In the last decade, a range of social scientific and philosophical work has emerged on energy transitions in the global South. There are three gaps in this literature. First, much of the literature is concerned with transitions on the level of (inter)national energy systems, while there is less attention for the political and ethical consequences these transitions would have on people’s everyday lived experiences. Second, the literature falls short of interrogating the unintended consequences of (rapidly) ramping up energy transitions and therefore only now has begun to capture issues like energy poverty, democracy, justice and waste. Third, most work on energy transitions has engaged with a limited number of theoretical approaches such as transition studies, political economy, practice theory or governmentality studies.
This workshop considers energy transitions in a broad empirical and conceptual sense. Our aim is twofold: expanding the empirical and conceptual investigations of energy transitions by considering a number of less investigated issues, and expanding the range of theoretical approaches through which to study and understand energy transitions. We are looking for theoretical and empirical contributions addressing the origins, lives and afterlives of energy transitions that deal with (but are not limited to):
· Relevant but less explored theoretical frameworks like postcolonialism, critical development studies, assemblage theory, capability theory, etc. (for example: Castán Broto et al., 2018).
· Political visions and value judgements embedded in energy technology/system design, ethical questions that project/product designs raise (for example: Balls and Fischer, 2019; Cross, 2019b; Höffken, 2016; Pols, 2017)
· Socio-cultural aspects (gender, class, caste) of energy access, poverty, justice, citizenship and community (for example: Kumar, 2018, 2019; Ockwell et al., 2018)
· Humanitarian capitalism, social entrepreneurship, energy markets and financing of projects and individuals (for example: Balls, 2016; Cross, 2019a)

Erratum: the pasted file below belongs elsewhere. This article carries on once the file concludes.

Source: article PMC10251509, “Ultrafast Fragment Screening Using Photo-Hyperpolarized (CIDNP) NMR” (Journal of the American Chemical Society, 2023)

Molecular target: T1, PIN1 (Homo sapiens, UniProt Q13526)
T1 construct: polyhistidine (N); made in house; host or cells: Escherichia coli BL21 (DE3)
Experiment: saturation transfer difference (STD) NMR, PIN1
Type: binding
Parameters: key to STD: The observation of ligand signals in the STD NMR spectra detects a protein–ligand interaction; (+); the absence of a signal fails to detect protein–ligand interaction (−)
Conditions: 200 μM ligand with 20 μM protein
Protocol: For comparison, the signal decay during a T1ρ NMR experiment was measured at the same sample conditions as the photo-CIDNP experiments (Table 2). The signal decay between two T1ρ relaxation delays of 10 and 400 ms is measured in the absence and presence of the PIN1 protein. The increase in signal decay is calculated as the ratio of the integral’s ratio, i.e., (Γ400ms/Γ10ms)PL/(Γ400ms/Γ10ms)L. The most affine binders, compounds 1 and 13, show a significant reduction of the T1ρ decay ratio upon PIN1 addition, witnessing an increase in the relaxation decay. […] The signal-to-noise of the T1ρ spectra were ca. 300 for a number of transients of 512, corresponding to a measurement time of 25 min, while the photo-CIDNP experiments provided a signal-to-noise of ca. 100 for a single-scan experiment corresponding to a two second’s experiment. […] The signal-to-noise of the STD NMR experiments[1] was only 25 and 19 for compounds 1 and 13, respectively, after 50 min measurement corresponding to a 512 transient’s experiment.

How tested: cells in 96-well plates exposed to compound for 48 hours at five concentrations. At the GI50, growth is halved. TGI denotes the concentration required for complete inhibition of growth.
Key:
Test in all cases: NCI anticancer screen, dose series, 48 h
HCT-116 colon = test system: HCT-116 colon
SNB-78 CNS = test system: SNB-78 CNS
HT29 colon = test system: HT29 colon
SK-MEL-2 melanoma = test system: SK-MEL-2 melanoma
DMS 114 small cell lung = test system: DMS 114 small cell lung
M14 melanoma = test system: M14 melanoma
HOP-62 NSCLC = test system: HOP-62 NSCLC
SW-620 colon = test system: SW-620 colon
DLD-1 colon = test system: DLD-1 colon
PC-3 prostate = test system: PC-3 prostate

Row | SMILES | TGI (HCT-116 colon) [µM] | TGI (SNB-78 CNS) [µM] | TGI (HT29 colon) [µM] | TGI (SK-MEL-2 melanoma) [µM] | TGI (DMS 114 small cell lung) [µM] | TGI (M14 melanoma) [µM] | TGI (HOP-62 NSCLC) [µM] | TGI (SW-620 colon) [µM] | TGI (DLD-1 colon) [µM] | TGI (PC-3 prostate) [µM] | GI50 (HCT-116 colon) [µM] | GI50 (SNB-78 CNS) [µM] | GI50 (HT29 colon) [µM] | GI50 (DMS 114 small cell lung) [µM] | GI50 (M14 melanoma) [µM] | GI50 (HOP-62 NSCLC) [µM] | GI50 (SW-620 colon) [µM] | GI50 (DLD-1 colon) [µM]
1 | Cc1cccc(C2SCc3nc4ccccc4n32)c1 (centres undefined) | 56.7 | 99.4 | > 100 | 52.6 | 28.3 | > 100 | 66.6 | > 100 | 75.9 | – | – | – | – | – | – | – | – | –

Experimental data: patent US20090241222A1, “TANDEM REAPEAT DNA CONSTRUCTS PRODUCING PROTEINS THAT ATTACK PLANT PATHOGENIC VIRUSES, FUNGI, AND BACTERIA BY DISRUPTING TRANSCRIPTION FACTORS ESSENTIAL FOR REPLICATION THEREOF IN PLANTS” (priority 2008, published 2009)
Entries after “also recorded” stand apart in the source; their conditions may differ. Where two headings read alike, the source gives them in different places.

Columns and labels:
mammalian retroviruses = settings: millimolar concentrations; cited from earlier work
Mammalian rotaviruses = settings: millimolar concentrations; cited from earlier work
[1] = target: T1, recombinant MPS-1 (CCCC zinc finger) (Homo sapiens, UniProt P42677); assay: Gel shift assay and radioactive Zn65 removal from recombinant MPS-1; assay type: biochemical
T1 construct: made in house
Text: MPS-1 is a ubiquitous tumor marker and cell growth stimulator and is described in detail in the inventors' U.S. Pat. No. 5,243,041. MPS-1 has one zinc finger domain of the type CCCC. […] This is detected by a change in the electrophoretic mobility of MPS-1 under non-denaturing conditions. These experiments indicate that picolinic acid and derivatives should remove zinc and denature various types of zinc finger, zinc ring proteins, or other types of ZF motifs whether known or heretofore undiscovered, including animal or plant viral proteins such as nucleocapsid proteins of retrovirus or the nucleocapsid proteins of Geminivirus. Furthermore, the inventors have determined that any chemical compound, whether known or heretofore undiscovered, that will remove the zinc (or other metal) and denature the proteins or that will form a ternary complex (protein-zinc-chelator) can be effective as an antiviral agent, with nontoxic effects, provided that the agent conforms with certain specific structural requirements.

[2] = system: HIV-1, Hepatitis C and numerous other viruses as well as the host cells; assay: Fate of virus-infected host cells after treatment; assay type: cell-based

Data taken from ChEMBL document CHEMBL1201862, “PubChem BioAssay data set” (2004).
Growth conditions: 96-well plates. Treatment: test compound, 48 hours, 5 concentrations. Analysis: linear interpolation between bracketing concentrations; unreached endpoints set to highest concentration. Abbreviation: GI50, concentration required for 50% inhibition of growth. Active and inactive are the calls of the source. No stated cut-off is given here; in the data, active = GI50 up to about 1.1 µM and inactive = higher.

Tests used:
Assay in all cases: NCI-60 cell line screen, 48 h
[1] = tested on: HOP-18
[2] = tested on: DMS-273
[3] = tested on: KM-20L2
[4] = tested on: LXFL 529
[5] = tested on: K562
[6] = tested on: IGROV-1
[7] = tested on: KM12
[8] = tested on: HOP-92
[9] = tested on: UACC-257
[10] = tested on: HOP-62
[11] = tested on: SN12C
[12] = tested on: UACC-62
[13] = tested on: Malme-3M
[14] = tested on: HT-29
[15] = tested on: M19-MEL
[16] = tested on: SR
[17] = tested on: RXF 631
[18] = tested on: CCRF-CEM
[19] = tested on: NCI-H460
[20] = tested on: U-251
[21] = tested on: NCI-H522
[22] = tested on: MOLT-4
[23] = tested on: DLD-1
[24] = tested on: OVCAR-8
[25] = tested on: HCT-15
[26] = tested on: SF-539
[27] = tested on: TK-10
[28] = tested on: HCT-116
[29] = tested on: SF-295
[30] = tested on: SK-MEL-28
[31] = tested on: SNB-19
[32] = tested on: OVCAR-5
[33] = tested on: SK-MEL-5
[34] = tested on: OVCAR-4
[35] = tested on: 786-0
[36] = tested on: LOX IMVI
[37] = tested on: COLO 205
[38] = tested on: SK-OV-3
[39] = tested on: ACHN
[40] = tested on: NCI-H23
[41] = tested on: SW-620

· Various issues of upscaling designs, projects and ideas (for example: Kirshner et al., 2019; Turner, 2019)
· The agency and vibrancy of devices like solar lanterns and smart meters (for example: Cross, 2013)
· Maintenance and endurance of energy transition initiatives (for example: Kumar et al., 2019)
· Issues of impact measurement and assessment
· Socio-cultural impacts of failed projects
· Issues of material waste from solar panels, extraction and industrial production
· Global networks and material flows of energy transitions
We aim for about 30 participants for the workshop with about 15 paper presentations.
If you wish to present a paper, please send a 500 word abstract to email@example.com by 15 August 2019. If you would like to participate in the discussions without presenting a paper, please send an email with your details and explaining your interest in the workshop to firstname.lastname@example.org by 15 August 2019. We will inform the selected participants by 30 August 2019. Those selected for paper presentations are expected to submit a 3000 word paper by 30 November for discussion in the workshop. Routledge has expressed keen interest in publishing an edited volume from this workshop. Selected abstracts will form part of the full book proposal.
Funding: We have limited funds for travels for junior researchers and participants from the global South whose papers have been accepted for a presentation. Please mention your funding needs along with your abstract submission. We are also working to make remote participation possible to make the workshop more inclusive.
This workshop marks the end of a four-year project, titled ‘Developing and Implementing Smart Grids in India’. Project no. 313-99-307, which is funded under the Responsible Innovation (MVI) programme of the Netherlands Organization for Scientific Research (NWO). More information on this project can be found on https://indiasmartgrids.com/.
Follow BIOPOLITICAL PHILOSOPHY on Twitter @biopoliticalph